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Lockwood deForest

Forest, Lockwood de, Jr. (American landscape architect, 1896-1949)

Lockwood de Forest III was born in New York City, son of the atmospheric landscape painter and furniture designer Lockwood de Forest, Jr. The younger de Forest (known professionally as Lockwood de Forest, Jr.) shared his father’s eye for nature and his artistic sensibilities. In 1912, he was sent west to attend Thacher School in California, where he became deeply attached to the West Coast landscape. After graduating from Thacher School, de Forest attended Williams College in Massachusetts. At this time, he took his first landscape design class at Harvard University. After World War I, he returned to the University of California at Berkeley, where he completed one year in the new landscape architecture program. De Forest left school to begin work, and never completed his degree, but he was eventually licensed in California as a landscape architect and he became a member of the American Society of Landscape Architects.

Lockwood de Forest and his wife, Elizabeth Kellam de Forest, practiced landscape architecture together in southern California beginning in the 1920s. They also established, edited, and published The Santa Barbara Gardener from 1925 to 1942. Publication ended when Lockwood de Forest left to serve in World War II. After the war, de Forest returned to landscape architecture until his death in 1949, but the magazine was not revived.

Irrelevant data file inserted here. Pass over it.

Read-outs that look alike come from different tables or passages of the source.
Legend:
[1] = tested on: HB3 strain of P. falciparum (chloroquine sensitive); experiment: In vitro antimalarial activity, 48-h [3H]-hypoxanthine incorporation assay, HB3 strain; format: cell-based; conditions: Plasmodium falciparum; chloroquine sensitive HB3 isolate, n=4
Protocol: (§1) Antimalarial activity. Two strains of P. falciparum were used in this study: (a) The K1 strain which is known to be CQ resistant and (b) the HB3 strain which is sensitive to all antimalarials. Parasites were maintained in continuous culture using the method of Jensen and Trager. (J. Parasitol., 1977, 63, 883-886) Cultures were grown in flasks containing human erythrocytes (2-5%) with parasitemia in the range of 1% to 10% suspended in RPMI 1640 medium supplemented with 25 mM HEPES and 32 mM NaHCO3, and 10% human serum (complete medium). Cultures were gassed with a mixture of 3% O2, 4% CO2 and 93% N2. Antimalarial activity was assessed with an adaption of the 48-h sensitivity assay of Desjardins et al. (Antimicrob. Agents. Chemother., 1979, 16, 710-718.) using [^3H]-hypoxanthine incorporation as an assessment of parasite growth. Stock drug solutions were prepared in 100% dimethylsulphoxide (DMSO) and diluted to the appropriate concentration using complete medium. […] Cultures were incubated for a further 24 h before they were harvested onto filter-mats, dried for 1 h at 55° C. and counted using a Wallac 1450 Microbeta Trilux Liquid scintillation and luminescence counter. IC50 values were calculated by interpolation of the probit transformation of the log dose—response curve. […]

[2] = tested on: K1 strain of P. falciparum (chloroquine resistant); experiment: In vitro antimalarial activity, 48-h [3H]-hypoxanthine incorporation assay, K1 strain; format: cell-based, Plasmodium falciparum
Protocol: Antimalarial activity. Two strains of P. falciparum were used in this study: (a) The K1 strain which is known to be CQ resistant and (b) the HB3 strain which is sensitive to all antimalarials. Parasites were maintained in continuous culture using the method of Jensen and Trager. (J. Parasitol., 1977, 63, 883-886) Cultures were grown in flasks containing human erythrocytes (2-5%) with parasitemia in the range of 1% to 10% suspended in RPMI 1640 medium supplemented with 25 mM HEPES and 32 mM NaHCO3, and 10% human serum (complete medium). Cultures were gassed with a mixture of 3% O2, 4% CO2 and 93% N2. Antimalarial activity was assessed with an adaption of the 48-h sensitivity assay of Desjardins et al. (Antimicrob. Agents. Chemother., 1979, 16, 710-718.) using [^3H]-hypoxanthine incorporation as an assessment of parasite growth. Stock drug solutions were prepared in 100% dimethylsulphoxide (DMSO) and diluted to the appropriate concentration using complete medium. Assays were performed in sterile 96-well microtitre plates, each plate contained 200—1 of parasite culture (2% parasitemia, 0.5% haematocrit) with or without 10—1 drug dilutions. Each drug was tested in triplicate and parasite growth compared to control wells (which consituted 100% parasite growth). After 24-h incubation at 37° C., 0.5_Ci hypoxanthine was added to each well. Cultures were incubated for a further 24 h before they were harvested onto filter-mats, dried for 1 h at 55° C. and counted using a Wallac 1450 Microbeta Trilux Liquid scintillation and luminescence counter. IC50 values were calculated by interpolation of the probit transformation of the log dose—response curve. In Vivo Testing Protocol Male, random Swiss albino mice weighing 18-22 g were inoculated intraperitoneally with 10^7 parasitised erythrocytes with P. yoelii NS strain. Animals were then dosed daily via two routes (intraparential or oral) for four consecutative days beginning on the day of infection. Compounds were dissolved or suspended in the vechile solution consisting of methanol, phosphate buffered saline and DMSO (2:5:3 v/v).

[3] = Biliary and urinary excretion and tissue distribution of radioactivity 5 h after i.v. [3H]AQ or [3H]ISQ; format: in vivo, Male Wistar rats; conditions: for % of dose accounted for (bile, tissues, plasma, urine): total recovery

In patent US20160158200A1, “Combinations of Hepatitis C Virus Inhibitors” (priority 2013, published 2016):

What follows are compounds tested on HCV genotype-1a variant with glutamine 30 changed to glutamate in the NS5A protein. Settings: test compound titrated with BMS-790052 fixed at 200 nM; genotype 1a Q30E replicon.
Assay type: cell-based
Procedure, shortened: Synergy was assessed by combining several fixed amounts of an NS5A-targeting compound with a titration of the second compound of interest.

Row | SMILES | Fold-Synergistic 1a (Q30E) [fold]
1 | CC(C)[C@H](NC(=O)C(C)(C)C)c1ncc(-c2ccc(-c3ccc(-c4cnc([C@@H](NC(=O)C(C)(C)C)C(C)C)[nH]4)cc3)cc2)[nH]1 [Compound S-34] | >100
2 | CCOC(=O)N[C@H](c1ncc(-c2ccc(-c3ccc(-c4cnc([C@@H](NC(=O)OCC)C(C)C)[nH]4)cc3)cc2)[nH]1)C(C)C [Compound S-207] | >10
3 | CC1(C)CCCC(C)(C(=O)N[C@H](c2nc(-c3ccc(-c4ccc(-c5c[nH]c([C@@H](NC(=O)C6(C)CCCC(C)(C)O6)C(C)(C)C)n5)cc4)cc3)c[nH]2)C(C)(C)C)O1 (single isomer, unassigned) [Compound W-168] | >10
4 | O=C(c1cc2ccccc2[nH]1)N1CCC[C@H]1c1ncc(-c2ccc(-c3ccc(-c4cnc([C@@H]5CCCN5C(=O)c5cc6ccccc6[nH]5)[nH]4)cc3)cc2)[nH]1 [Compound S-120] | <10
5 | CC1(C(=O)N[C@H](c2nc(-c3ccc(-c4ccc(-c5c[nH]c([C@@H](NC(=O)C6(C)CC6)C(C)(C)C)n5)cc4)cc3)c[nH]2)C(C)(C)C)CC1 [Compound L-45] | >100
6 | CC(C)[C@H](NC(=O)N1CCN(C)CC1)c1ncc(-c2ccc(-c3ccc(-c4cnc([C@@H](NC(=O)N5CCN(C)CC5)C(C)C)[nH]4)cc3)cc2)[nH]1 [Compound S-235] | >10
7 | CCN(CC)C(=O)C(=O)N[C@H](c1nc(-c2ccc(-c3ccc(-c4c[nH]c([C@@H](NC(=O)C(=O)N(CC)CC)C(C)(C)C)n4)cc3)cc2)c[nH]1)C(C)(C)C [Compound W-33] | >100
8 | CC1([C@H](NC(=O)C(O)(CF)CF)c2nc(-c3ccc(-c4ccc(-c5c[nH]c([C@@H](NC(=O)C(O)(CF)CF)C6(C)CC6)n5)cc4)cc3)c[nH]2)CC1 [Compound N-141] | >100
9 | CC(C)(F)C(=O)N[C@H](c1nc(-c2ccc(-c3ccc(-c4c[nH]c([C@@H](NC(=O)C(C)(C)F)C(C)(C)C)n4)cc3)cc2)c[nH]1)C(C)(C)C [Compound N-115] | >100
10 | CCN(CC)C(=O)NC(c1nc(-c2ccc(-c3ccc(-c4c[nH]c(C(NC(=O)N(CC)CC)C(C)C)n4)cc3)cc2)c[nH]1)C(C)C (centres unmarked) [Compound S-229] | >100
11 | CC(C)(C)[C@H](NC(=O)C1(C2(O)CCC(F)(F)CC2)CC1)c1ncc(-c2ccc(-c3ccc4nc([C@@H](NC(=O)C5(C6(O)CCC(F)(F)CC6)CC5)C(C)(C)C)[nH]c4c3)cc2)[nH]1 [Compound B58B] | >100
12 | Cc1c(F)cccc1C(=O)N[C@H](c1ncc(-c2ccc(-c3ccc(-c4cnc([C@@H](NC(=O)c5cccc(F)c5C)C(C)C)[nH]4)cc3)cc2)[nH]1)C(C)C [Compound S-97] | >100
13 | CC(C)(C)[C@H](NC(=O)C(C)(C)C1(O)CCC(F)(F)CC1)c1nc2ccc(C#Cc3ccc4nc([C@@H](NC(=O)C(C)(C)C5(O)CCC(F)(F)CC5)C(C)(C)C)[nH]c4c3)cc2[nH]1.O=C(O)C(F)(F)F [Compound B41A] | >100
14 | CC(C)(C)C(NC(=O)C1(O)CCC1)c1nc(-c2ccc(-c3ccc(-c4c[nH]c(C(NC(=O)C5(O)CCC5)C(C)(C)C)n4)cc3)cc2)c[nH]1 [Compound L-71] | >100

Informed by his California childhood and several trips to Europe, de Forest crafted a landscape architecture aesthetic defined by bold effects, asymmetrical elements juxtaposed with formal details, and painterly designs. His work was represented in private estates and public gardens around the state, including Casa del Herrero, the Val Verde estate, the Santa Barbara Museum of Art, and the Santa Barbara Botanic Garden. At the Botanic Garden, de Forest at times worked side-by-side with Beatrix Farrand, who also consulted on the gardens there. Of his private work, the Val Verde estate is considered the only garden that remains as de Forest designed it.

 

References:

Churchill, Maria. “The Landscaping Artistry of Lockwood de Forest.” Montecito Magazine, reprinted by Richard Mann Real Estate. Accessed August 5, 2014. http://www.richardmann.com/montecito/real/estate/tips/lockwooddeforest.php (accessed August 5, 2014).

Cultural Landscape Foundation. “Lockwood de Forest, III.” tclf.org. Accessed August 5, 2014. http://tclf.org/pioneer/lockwood-deforest-iii

Herold, Ann. “A Glorious Sight Unseen.” Los Angeles Times. June 2, 2005. http://www.latimes.com/la-hm-valverde2jun02-story.html#page=1

Michelson, Alan. “De Forest, Lockwood.” Pacific Coast Architecture Database. Last modified January 24, 2014.  https://digital.lib.washington.edu/architect/architects/1718/